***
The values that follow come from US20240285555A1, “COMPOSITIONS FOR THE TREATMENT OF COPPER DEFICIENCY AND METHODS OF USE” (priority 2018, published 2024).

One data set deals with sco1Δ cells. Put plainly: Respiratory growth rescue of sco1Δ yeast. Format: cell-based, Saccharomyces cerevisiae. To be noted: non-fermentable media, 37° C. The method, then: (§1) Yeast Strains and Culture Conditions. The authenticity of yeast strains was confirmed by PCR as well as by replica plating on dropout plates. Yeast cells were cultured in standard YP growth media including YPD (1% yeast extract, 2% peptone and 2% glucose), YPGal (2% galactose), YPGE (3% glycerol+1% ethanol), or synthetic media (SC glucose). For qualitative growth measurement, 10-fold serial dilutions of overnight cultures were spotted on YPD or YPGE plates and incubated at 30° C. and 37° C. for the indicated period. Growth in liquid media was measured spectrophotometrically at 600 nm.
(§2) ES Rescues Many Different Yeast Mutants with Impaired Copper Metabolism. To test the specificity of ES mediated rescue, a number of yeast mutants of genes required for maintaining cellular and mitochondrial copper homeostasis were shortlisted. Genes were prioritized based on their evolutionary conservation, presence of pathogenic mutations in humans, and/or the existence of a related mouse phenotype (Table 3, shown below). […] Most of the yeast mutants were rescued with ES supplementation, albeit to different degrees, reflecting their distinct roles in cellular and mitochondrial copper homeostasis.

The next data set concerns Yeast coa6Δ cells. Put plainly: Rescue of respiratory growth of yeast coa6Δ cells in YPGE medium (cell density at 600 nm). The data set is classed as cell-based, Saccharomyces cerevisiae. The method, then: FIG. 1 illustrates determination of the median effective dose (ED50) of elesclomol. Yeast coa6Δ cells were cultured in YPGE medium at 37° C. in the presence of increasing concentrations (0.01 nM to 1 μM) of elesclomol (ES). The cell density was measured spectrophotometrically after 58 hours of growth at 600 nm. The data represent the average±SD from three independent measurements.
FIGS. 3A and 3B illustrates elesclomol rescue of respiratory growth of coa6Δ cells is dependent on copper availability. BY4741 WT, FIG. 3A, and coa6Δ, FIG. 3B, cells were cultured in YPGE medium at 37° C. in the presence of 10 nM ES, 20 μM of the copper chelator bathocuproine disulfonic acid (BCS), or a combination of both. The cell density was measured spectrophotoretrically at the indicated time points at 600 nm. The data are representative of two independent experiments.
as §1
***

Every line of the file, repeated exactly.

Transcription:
The values that follow come from US20240285555A1, “COMPOSITIONS FOR THE TREATMENT OF COPPER DEFICIENCY AND METHODS OF USE” (priority 2018, published 2024).

One data set deals with sco1Δ cells. Put plainly: Respiratory growth rescue of sco1Δ yeast. Format: cell-based, Saccharomyces cerevisiae. To be noted: non-fermentable media, 37° C. The method, then: (§1) Yeast Strains and Culture Conditions. The authenticity of yeast strains was confirmed by PCR as well as by replica plating on dropout plates. Yeast cells were cultured in standard YP growth media including YPD (1% yeast extract, 2% peptone and 2% glucose), YPGal (2% galactose), YPGE (3% glycerol+1% ethanol), or synthetic media (SC glucose). For qualitative growth measurement, 10-fold serial dilutions of overnight cultures were spotted on YPD or YPGE plates and incubated at 30° C. and 37° C. for the indicated period. Growth in liquid media was measured spectrophotometrically at 600 nm.
(§2) ES Rescues Many Different Yeast Mutants with Impaired Copper Metabolism. To test the specificity of ES mediated rescue, a number of yeast mutants of genes required for maintaining cellular and mitochondrial copper homeostasis were shortlisted. Genes were prioritized based on their evolutionary conservation, presence of pathogenic mutations in humans, and/or the existence of a related mouse phenotype (Table 3, shown below). […] Most of the yeast mutants were rescued with ES supplementation, albeit to different degrees, reflecting their distinct roles in cellular and mitochondrial copper homeostasis.

The next data set concerns Yeast coa6Δ cells. Put plainly: Rescue of respiratory growth of yeast coa6Δ cells in YPGE medium (cell density at 600 nm). The data set is classed as cell-based, Saccharomyces cerevisiae. The method, then: FIG. 1 illustrates determination of the median effective dose (ED50) of elesclomol. Yeast coa6Δ cells were cultured in YPGE medium at 37° C. in the presence of increasing concentrations (0.01 nM to 1 μM) of elesclomol (ES). The cell density was measured spectrophotometrically after 58 hours of growth at 600 nm. The data represent the average±SD from three independent measurements.
FIGS. 3A and 3B illustrates elesclomol rescue of respiratory growth of coa6Δ cells is dependent on copper availability. BY4741 WT, FIG. 3A, and coa6Δ, FIG. 3B, cells were cultured in YPGE medium at 37° C. in the presence of 10 nM ES, 20 μM of the copper chelator bathocuproine disulfonic acid (BCS), or a combination of both. The cell density was measured spectrophotoretrically at the indicated time points at 600 nm. The data are representative of two independent experiments.
as §1